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Life went a-Maying With Nature, Hope, and Poesy ;

When I was young! When I was young ?-Ah, woful when!

COLERIDGE-Youth and Age.

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Be it a weakness, it deserves some praise,
We love the play-place of our early days;
The scene is touching, and the heart is

stone, That feels not at that sight, and feels at

none. d. COWPER— Tirocinium. L. 296.

Youth! youth! how buoyant are thy hopes !

they turn, Like marigolds, toward the sunny side. JEAN INGELOW— The Four Bridges.

St. 56. Towering in confidence of twenty-one. 0. SAM'L JOHNSON-Letter to Bennet

Langton. Jan., 1758. How beautiful is youth! how bright it gleams With its illusions, aspirations, dreams! Book of Beginnings, Story without End, Each maid a heroine, and each man a friend ! p. LONGFELLOW-Morituri Salutamus.

L. 66. In its sublime audacity of faith, “Be thou removed !” it to the mountain

saith, And with ambitious feet, secure and proud, Ascends the ladder leaning on the cloud !

9. LONGFELLOW-Morituri Salutamus.

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Standing with reluctant feet, Where the brook and river meet, Womanhood and childhood fleet!

LONGFELLOW-Maidenhood.

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8.

O happy unown'd youths! your limbs can

bear The scorching dog-star and the winter's

air, While the rich infant, nurs'd with care and

pain, Thirsts with each heat and coughs with every

rain ! i. GAY-Trivia. Bk. II. L. 145.

Youth comes but once in a lifetime.
LONGFELLOW-Hyperion. Bk. II.

Ch. X. Every street has two sides, the shady side and the sunny. When two men shake hands and part, mark which of the two takes the sunny side; he will be the younger man of the two. BULWER-LYTTON- What Will He Do With It? Bk. II. Heading of

Ch. XV. Youth, that pursuest with such eager pace

Thy even way,
Thou pantest on to win a mournful race:

Then stay! oh, stay !
Pause and luxuriate in thy sunny plain ;

Loiter, -enjoy :
Once past, Thou never wilt come back again,

A second Boy. u. RICHARD MONCKTON MILNES-Carpe

Diem.

Fair laughs the morn, and soft the zephyr

blows, While proudly rising o'er the azure realm In gallant trim the gilded vessel goes, Youth on the prow, and Pleasure at the

helm. j. GRAY- The Bard. Pt. II. St. 2.

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Crabbed age and youth cannot live together;

Youth is full of pleasance, age is full of care; Youth like summer morn, age like winter

weather; Youth like summer brave, age like winter

bare. Youth is full of sport, age's breath is short;

Youth is nimble, age is lame; Youth is hot and bold, age is weak and cold ;

Youth is wild, and age is tame. Age, I do abhor thee; youth I do adore thee.

The Passionate Pilgrim. St. 12.

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For youth no less becomes The light and careless livery that it wears, Than settled age his sables, and his weeds Importing health and graveness.

f. Hamlet. Act IV. Sc. 7. L. 79.

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Is in the very May-morn of his youth, Ripe for exploits and mighty enterprises.

g. Henry V. Act I. Sc. 2. L. 120.

To be young was very heaven!

p. WORDSWORTH— The Prelude. Bk. XI.

My salad days; When I was green in judgment. h. Antony and Cleopatra. Act I. Sc. 5.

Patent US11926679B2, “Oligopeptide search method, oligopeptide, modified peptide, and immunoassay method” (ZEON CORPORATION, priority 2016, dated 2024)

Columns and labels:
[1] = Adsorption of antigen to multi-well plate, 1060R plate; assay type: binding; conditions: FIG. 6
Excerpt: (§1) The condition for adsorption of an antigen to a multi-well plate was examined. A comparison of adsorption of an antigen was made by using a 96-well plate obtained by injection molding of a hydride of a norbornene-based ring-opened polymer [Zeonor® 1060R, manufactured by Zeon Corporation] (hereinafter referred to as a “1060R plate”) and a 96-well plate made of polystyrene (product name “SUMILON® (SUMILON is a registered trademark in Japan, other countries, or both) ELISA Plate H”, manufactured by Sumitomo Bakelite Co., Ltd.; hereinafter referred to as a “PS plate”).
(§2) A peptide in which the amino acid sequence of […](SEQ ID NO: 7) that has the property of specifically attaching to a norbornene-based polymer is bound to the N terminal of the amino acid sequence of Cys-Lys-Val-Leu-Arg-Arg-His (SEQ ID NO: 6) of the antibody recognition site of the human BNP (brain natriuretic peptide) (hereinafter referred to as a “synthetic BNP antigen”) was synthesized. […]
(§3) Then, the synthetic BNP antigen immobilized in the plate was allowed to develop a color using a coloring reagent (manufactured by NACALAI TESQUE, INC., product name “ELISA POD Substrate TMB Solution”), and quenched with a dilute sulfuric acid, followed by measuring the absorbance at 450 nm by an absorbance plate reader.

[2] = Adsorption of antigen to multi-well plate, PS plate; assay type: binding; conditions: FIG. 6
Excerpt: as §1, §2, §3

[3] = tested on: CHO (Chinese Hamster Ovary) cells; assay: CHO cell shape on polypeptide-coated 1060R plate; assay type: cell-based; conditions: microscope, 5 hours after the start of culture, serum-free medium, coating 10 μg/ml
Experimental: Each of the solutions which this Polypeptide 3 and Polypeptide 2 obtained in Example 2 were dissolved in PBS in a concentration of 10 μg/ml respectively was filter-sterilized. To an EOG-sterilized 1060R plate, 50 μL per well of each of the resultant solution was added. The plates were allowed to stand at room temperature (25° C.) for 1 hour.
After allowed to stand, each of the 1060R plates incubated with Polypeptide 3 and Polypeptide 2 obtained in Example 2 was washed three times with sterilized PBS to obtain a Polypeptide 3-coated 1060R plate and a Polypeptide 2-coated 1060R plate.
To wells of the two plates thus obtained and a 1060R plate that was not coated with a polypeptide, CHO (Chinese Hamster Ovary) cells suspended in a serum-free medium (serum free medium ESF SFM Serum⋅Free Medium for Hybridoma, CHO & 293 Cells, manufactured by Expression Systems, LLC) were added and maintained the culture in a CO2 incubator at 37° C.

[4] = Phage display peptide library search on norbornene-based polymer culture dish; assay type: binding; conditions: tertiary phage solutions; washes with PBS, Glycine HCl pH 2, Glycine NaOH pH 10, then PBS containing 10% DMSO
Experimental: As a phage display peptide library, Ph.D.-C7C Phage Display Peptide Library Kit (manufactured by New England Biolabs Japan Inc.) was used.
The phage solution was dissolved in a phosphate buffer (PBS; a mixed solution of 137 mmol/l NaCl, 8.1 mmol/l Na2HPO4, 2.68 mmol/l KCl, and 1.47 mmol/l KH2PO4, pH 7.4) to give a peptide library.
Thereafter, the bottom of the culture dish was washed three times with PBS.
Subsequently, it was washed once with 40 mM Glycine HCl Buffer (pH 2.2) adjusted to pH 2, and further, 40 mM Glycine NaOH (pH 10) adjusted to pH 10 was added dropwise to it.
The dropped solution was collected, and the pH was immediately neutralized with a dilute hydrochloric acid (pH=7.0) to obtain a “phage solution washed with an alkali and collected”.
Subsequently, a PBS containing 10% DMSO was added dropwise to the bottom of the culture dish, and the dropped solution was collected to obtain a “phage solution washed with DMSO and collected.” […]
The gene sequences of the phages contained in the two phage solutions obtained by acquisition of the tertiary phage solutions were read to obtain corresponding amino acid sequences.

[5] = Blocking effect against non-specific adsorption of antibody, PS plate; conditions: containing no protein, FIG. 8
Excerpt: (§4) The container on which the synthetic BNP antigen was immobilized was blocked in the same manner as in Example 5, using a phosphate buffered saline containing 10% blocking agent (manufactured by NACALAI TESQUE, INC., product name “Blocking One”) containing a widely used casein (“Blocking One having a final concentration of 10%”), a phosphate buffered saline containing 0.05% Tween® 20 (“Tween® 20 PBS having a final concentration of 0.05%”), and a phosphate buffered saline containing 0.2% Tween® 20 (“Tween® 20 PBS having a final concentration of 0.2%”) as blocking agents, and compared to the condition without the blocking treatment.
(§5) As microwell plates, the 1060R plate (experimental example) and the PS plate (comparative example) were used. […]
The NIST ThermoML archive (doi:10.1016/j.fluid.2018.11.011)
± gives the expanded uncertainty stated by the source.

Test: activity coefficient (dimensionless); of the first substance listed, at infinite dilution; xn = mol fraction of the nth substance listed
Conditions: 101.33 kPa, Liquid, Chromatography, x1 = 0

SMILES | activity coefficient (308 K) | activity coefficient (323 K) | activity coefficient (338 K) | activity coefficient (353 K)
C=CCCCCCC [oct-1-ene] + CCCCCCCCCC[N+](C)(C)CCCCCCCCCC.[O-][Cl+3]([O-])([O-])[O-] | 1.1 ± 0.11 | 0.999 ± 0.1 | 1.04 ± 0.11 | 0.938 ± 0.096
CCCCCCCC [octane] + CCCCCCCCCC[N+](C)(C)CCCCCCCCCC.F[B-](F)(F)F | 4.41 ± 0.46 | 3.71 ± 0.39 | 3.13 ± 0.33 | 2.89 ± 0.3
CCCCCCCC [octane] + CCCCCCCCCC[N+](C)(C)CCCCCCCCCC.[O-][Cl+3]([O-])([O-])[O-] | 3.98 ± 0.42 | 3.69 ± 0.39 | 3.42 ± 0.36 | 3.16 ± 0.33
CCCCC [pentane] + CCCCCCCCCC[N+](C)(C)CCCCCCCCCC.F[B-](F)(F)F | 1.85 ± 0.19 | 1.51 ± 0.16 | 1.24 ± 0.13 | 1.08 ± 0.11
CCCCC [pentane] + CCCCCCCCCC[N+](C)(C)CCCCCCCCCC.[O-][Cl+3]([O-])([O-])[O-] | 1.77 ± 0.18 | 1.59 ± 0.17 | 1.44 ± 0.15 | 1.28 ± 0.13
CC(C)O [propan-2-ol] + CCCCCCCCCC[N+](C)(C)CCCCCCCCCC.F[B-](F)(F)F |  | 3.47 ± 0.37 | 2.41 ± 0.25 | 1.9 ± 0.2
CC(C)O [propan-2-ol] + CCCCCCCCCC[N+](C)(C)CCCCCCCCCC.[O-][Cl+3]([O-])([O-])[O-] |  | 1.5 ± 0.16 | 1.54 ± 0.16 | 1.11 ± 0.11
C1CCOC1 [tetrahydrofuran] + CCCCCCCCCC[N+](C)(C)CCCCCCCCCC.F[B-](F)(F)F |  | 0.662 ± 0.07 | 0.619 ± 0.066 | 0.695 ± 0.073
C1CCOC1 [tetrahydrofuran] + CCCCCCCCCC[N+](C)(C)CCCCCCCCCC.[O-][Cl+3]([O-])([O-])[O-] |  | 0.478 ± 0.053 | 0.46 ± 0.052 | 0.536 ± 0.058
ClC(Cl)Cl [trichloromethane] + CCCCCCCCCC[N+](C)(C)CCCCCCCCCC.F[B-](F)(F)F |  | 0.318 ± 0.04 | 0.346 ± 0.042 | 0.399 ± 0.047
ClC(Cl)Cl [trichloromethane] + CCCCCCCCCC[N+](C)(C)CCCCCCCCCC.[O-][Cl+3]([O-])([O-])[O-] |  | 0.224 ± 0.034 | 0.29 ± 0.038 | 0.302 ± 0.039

L. 73. The spirit of a youth That means to be of note, begins betimes. i. Antony and Cleopatra. Act IV. Sc. 4.

L. 26.

Youth is not rich in time; it may be poor;
Part with it as with money, sparing ; pay
No moment but in purchase of its worth,
And what it's worth, ask death-beds; they

can tell.
9. Young-Night Thoughts. Night II.

L. 47.

Z.

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Fair laughs the morn, and soft the zephyr

blows. p. GRAY-The Bard. I. 2. L. 9.

And soon Their hushing dances languished to a stand, Like midnight leaves when, as the Zephyrs

swoon, All on their drooping stems they sink un

fanned. 9. HOOD-The Plea of the Midsummer

Fairies.
What joy have I in June's return?
My feet are parched-my eyeballs burn,

I scent no flowery gust;
But faint the flagging Zephyr springs,
With dry Macadam on its wings,
And turns me “dust to dust."
HOODTown and Country. Ode

Imitated from Horace.
And on the balmy zephyrs tranquil rest
The silver clouds.
KEATS–Posthumous Poems. Sonnets.
Oh! How I Love on a Fair

Summer's Eve. And soften'd sounds along the waters die : Smooth flow the waves, the zephyrs gently

play. t. POPE-Rape of the Lock. Canto II.

L. 50. Lull'd by soft zephyrs thro' the broken pane.

Pope-Prologue to Satires. L. 42.

1.

Zeal is very blind, or badly regulated, when it encroaches upon the rights of others.

g. PASQUIER QUESNEL.

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For virtue's self may too much zeal be had : The worst of madmen is a saint run mad.

h. POPE-Horace. Bk. I. Ep. VI. L. 26.

I have more zeal than wit. i. POPE- Imitations of Horace. Bk. II.

Satire VI. L. 56.

u.

Poets heap virtues, painters gems, at will,
And show their zeal, and hide their want of

skill. j. POPE-Moral Essays. Ep. II. L. 185.

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Zeal then, not charity, became the guide.

k. Pope-Essay on Man. Ep. III. L. 261.

Soft is the strain when zephyr gently blows. POPE-Essay on Criticism. Pt. II.

L. 366. Soft o'er the shrouds aerial whispers breathe, That seemed but zephyrs to the train beneath. POPE- Rape of the Lock. Canto II.

L. 58. The balmy zephyrs, silent since her death, Lament the ceasing of a sweeter breath.

POPE- Winter. L. 45.

W.

We do that in our zeal our calmer moment would be afraid to answer. 1. Scott-- Woodstock. Heading of

Ch. XVII.

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